Governance & Institutions COVID-19 Response Resources
The Governance GP is providing a stream of work in support of institutional reforms for a successful response to COVID-19. This includes the creation of database of country actions, two umbrella papers, and a series of subsidiary papers on various aspects of the response (e.g. treasury management; anti-corruption measures). These are getting posted as they become available.
This policy note from the Governance GP identifies emergency measures for public sector continuity at national and subnational levels of government during and after the COVID-19 pandemic. The note focusses on institutional and governance measures the central government can take that will make possible and complement initiatives in sectors, agencies and lower levels of government. The focus of the note is not on specific policy responses such as approaches to testing, quarantining or fiscal stimulus, but on actions that can be taken by adjusting institutions and governance arrangements in support of such policies. Learn more.
Agile treasury operations are critical and essential to support responses to the spread and treatment of coronavirus disease 2019 (COVID-19). In many cases, this approach requires open and new ways of thinking ranging from making cash available to pay for public services, to processing and disbursing payments with minimum bureaucratic layers, to reporting in a timely and accurate manner to ensure transparency. Organized around three core areas of treasury operations, this note provides suggestions and guidance in three action areas: Ensure business continuity for treasury operations. Operationalize emergency arrangements. Manage the post-pandemic environment – recovery, reconstruction, and resilience. Read more.
Governments around the world are designing and implementing rapid responses to the COVID-19 (coronavirus) pandemic. In this effort, they are faced with three extraordinary challenges: (1) a public health emergency to contain the virus including identifying and treating infected populations; (2) widespread food and livelihood insecurity due to mandated stoppage of economic activity and the resulting disruption of food supplies; and (3) adoption of emergency powers to address the crises and maintain public safety. Corruption risks, present in government responses to all these challenges and heightened by the scale and speed of the emergency, undermine the effectiveness of responses. The note identifies the broad areas of government response where corruption risks are present and heightened in the context of a pandemic emergency, describes the types of risks that are likely to arise, and provides recommendations for addressing and mitigating them. Read more.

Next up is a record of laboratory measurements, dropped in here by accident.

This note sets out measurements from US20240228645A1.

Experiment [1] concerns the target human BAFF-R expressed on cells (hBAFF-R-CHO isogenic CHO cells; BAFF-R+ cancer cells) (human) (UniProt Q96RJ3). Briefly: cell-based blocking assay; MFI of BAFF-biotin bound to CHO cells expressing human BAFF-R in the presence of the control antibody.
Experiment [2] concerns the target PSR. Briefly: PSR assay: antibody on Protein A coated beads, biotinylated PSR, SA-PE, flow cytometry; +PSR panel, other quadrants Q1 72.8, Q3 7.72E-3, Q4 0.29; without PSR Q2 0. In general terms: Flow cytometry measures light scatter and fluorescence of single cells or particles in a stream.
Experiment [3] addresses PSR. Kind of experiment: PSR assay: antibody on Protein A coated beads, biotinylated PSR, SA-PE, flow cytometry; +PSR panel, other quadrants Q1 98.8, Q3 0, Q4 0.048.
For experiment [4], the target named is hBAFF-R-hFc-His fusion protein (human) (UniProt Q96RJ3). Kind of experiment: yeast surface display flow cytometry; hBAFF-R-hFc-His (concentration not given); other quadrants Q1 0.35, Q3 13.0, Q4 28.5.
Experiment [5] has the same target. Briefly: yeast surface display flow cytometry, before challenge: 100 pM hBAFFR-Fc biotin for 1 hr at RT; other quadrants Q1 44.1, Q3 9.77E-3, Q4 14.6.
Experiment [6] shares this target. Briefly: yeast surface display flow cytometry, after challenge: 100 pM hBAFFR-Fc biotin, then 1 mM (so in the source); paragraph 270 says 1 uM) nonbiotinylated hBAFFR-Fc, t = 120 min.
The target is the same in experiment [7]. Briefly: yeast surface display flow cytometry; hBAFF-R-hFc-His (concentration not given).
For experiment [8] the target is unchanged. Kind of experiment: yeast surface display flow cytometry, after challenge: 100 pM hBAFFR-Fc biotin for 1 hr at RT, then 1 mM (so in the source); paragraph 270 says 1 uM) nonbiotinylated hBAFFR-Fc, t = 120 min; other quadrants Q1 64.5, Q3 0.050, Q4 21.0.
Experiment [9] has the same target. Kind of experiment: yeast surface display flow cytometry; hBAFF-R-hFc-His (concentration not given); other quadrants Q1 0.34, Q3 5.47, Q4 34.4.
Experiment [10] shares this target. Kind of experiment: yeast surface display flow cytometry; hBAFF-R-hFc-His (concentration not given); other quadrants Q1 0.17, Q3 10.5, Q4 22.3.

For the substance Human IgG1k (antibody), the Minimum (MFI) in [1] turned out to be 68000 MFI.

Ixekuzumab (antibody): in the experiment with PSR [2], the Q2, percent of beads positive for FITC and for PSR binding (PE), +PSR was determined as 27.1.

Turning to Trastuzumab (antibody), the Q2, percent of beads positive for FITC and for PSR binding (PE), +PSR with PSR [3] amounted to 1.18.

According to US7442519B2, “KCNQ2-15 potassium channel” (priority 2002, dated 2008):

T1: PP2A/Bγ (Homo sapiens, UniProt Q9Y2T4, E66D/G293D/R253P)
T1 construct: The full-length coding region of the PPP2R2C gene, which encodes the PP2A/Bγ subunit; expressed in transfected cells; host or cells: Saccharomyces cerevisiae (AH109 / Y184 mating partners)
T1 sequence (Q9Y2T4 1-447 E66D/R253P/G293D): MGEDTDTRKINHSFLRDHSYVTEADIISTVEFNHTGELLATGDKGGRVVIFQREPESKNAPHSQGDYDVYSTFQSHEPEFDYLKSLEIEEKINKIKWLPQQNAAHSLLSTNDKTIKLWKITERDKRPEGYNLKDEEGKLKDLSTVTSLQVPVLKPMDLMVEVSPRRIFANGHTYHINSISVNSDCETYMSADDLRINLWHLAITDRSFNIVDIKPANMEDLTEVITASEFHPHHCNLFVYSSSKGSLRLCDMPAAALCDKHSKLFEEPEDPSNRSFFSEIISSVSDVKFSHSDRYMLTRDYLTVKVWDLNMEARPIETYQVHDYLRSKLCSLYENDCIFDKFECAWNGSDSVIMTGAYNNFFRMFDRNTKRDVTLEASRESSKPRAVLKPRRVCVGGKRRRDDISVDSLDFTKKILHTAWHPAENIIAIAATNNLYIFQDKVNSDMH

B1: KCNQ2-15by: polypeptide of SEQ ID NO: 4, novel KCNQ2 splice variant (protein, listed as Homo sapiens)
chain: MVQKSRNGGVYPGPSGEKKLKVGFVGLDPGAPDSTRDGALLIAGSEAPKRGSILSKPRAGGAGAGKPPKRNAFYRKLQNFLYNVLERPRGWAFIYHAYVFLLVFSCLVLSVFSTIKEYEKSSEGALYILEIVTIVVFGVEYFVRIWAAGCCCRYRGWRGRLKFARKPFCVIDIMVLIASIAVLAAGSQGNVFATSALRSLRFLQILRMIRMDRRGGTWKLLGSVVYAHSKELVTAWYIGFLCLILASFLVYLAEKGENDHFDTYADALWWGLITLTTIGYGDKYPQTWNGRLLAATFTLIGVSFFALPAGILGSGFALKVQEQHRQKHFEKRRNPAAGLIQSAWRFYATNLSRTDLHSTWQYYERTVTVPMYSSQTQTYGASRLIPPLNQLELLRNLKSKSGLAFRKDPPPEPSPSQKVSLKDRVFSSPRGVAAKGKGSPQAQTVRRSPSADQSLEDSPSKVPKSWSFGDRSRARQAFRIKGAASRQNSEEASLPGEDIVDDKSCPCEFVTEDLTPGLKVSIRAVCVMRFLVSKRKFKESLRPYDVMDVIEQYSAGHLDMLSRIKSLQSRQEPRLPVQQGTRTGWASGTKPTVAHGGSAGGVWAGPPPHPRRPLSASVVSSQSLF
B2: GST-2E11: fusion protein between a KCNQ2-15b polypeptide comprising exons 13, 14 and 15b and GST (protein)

To learn more on the topic, you can watch a replay of a livestreamed event here.
Coronavirus disease 2019 (COVID-19) is an unprecedented public health emergency, with associated significant economic impact, affecting all developing and developed countries. As it unfolds and countries respond, the role of Supreme Audit Institutions (SAIs) is being recognized as crucial to supporting the government response mechanisms through maintaining public financial management discipline and ensuring transparency and accountability. Past experience from SAIs' engagement in government responses to natural and human-made disasters, including health emergencies like Ebola, provides good lessons for SAIs confronted with the COVID-19 pandemic. This note seeks to propose ideas on how SAIs can respond to the crisis now and during the recovery phase. During the emergency stage, the primary focus of governments is on safeguarding livelihoods and public health. Auditors are themselves constrained both by their physical access limitations and the imperative to avoid impeding government's speedy responses to the pandemic. Under these circumstances, crucial oversight and key controls may suffer, especially as public financial management systems are adapted to be responsive and flexible. Read more.